Tipo: Publications & Research :: Policy Research Working Paper
ENGLISH
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26.76%
This is the first paper to build a comprehensive empirical picture of power pricing practices across Sub-Saharan Africa, based on a new database of tariff structures in 27 countries for the years 2004-2008. Using a variety of quantitative indicators, the paper evaluates the performance of electricity tariffs against four key policy objectives: recovery of historic power production costs, efficient signaling of future power production costs, affordability to low income households, and distributional equity. As regards cost recovery, 80 percent of the countries in the sample fully recover operating costs, while only around 30 percent of the countries are practicing full recovery of capital costs. However, due to the fact that future power development may be based on a shift toward more economic technologies than those available in the past, existing tariffs look as though they would be consistent with Long Run Marginal Costs in nearly 40 percent of countries and hence provide efficient pricing signals. As regards affordability...

Tanzania’s Infrastructure : A Continental Perspective

Shkaratan, Maria
Fonte: Banco Mundial Publicador: Banco Mundial
Tipo: Publications & Research :: Policy Research Working Paper
ENGLISH
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26.76%
Infrastructure contributed 1.3 percentage points to Tanzania's annual per capital GDP growth during the 2000s. If the country's infrastructure endowment were improved to the level of the African leader, Mauritius, annual per capita growth rates could increase by 3.4 percent. Tanzania has made great progress in reforming its trunk roads, improving the quality of the road network. The country has also seen significant gains in ICT networks, and has one of the most competitive domestic air transport sectors in Africa. The power sector poses Tanzania's most serious infrastructure challenge. Despite significant improvements in pricing and operational performance in recent years, inefficiency still absorbs about 1.4 percent of GDP. Moreover, due to heavy reliance on hydro-power the sector remains vulnerable to climate variability. The port of Dar es Salaam also suffers from performance problems as rapid traffic growth has increasingly exposed deficiencies in storage and access to the port. Poor access to safe water is another challenge...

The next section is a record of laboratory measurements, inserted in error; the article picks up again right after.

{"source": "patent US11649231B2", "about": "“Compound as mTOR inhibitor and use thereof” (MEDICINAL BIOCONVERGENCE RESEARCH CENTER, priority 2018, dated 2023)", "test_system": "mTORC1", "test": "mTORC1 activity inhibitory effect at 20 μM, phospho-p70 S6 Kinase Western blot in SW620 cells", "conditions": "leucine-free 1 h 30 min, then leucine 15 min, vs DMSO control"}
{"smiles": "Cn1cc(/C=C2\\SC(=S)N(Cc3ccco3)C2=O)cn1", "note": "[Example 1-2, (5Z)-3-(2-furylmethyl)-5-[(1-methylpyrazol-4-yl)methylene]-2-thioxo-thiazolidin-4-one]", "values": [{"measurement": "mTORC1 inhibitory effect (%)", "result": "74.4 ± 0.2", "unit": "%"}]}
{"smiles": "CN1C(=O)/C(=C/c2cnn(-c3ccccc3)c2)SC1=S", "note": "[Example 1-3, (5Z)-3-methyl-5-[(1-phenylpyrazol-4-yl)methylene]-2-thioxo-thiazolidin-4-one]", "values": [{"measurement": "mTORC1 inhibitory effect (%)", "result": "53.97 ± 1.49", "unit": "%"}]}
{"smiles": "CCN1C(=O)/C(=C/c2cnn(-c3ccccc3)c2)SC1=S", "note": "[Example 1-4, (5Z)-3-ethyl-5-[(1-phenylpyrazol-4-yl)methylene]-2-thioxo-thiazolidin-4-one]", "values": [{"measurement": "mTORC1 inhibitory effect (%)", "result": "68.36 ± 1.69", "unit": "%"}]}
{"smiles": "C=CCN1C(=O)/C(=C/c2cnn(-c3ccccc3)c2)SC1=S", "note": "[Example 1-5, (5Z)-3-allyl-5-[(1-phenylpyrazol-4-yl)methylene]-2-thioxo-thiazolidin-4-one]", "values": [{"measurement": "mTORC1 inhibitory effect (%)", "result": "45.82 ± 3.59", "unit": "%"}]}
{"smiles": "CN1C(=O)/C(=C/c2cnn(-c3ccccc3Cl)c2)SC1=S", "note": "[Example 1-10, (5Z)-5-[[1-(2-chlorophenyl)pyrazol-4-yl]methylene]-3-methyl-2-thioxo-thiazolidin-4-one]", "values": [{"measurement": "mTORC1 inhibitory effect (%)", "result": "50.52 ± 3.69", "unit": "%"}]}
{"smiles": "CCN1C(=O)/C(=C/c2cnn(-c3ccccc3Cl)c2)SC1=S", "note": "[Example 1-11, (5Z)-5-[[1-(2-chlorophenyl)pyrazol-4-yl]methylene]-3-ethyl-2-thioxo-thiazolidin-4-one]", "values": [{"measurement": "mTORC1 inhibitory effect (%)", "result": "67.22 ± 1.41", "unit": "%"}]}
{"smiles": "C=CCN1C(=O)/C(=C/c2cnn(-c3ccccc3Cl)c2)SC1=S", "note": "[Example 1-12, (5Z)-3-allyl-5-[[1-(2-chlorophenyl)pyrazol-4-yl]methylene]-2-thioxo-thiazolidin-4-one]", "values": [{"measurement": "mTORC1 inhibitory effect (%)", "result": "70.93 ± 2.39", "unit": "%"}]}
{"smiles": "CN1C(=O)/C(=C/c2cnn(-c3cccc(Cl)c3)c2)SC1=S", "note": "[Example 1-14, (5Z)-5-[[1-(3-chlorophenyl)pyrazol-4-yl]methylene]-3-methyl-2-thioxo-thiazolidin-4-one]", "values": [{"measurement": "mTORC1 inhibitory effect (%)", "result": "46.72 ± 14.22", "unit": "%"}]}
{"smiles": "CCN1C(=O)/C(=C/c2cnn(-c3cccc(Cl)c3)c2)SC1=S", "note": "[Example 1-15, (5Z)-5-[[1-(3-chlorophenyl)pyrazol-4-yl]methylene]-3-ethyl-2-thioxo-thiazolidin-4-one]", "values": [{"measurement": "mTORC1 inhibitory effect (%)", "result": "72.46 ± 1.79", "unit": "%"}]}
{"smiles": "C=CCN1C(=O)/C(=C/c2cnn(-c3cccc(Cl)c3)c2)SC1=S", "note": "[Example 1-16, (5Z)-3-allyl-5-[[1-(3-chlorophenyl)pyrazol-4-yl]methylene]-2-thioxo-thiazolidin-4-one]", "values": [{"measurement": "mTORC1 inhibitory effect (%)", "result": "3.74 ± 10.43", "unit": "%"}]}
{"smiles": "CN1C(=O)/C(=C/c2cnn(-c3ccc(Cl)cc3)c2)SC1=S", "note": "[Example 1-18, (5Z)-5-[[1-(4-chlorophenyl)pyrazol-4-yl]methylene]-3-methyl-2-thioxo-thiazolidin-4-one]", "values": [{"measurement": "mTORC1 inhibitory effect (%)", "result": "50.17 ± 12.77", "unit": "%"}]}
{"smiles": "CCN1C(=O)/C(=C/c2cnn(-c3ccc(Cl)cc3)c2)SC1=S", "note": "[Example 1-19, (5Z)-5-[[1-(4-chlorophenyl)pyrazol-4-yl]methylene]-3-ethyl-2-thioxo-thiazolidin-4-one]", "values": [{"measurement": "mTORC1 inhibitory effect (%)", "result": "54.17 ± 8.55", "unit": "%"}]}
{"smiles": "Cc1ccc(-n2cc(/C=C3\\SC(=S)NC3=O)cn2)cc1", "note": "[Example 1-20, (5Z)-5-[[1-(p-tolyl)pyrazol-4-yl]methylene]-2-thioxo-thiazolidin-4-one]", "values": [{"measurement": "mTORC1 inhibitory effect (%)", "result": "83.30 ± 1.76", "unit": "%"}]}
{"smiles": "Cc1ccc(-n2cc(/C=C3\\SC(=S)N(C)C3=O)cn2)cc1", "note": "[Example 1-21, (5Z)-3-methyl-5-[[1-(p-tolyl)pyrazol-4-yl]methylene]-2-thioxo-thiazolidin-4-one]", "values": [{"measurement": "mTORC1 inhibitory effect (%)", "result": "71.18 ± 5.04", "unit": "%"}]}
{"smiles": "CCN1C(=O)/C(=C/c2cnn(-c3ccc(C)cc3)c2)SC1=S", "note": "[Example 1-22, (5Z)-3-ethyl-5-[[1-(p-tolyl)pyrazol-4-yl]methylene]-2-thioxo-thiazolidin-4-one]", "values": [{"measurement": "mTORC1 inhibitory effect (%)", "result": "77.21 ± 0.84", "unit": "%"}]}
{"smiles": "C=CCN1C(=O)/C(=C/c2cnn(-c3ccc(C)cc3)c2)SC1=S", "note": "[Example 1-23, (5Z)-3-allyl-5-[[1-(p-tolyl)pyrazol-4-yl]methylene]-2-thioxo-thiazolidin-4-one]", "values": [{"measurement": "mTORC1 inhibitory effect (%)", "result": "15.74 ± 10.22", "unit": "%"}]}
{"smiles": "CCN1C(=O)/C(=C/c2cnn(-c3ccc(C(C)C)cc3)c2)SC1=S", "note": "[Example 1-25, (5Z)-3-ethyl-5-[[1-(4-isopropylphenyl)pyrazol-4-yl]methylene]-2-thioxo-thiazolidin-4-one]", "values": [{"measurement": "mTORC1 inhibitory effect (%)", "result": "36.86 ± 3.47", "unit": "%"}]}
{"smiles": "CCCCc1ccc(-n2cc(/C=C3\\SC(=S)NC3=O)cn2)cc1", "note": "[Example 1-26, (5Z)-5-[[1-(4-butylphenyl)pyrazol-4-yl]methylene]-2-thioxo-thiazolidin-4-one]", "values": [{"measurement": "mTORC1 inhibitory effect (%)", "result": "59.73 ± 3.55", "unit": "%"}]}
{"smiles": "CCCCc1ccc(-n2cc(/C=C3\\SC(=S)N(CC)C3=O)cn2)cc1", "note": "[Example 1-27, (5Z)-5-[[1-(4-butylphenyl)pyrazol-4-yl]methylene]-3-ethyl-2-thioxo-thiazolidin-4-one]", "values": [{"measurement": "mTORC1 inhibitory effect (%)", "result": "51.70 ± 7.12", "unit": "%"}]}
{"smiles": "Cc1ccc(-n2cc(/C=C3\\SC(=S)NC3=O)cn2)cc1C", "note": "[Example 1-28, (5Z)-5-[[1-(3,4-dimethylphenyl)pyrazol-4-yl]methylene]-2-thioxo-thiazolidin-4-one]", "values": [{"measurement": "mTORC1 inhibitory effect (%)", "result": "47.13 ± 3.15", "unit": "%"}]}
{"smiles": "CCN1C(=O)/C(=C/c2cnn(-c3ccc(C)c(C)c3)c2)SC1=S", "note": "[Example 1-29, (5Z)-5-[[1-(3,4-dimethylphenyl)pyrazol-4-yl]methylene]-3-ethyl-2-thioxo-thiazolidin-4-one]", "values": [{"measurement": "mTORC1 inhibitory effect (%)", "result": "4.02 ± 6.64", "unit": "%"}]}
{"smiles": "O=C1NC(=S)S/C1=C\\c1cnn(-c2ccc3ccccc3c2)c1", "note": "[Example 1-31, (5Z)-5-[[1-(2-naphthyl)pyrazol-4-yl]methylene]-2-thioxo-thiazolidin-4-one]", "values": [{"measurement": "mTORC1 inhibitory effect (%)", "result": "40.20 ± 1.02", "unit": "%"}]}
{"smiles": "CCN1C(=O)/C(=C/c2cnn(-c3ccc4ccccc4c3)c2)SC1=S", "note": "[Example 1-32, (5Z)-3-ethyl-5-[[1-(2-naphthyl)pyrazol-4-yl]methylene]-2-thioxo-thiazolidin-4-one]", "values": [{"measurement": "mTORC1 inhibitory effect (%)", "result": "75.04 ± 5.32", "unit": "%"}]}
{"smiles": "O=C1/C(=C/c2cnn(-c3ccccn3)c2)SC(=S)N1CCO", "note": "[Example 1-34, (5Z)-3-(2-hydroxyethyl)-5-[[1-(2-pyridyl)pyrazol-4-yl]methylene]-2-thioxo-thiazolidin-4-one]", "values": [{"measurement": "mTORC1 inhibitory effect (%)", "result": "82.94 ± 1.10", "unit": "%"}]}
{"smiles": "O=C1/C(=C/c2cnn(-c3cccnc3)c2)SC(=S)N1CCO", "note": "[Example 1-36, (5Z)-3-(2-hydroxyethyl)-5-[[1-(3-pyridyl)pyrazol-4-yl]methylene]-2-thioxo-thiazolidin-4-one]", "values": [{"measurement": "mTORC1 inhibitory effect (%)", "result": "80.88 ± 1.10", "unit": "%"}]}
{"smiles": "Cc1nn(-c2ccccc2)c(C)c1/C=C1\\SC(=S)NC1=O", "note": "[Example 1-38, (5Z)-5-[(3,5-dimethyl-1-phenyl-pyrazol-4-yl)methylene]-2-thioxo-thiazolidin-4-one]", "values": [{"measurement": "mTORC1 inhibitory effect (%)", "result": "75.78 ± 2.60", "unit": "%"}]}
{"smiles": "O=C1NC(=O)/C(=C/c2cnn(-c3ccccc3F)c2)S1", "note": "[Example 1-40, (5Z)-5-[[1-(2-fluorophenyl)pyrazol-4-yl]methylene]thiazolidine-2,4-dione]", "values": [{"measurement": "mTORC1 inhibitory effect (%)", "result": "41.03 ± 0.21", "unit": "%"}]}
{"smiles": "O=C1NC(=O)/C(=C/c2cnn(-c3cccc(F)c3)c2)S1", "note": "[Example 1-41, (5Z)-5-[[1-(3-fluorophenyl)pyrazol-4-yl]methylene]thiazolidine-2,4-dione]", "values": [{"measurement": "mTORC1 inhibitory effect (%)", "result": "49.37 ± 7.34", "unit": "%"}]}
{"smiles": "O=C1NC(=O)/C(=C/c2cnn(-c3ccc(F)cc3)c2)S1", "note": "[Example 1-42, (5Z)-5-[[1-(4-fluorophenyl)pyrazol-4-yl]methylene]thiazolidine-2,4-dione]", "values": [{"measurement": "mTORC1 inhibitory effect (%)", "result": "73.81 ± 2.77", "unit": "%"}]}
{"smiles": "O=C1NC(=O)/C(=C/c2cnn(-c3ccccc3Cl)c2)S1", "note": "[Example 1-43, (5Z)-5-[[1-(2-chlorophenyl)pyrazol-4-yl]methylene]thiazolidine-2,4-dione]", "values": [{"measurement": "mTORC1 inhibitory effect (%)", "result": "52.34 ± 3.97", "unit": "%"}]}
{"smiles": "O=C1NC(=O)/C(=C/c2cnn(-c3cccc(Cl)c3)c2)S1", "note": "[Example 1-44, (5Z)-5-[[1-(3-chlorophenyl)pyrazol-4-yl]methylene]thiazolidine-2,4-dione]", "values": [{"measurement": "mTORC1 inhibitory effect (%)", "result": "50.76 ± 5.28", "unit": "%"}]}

Peru : Overcoming the Barriers to Hydropower; Peru - El desarrollo hidroeléctrico en el Peru

World Bank
Fonte: Washington, DC Publicador: Washington, DC
Tipo: Publications & Research :: ESMAP Paper; Publications & Research
ENGLISH; EN_US
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26.62%
Hydropower has been the major source of electricity in Peru, traditionally supplying more than 80 percent of electricity requirements, and serving as a source of independent generation for major mines and industries. With the development of natural gas in the early 1990s, and the opening of the Camisea pipeline, the Government of Peru's (GOP's) attention turned to providing incentives for the use of natural gas in power generation. This resulted in a virtual moratorium on hydropower development as a result of the very low price of natural gas (below economic cost). With the development of export markets for gas and increased attention to the impacts of climate change, the Government has recently begun to pay renewed attention to hydropower. Recent developments include: (a) introduction of accelerated depreciation for hydropower investments; (b) introduction of a "discount" to permit hydropower to compete with gas-fired plants in auctions; and (c) announcement of a special hydropower auction to be held in 2009 by ProInversion...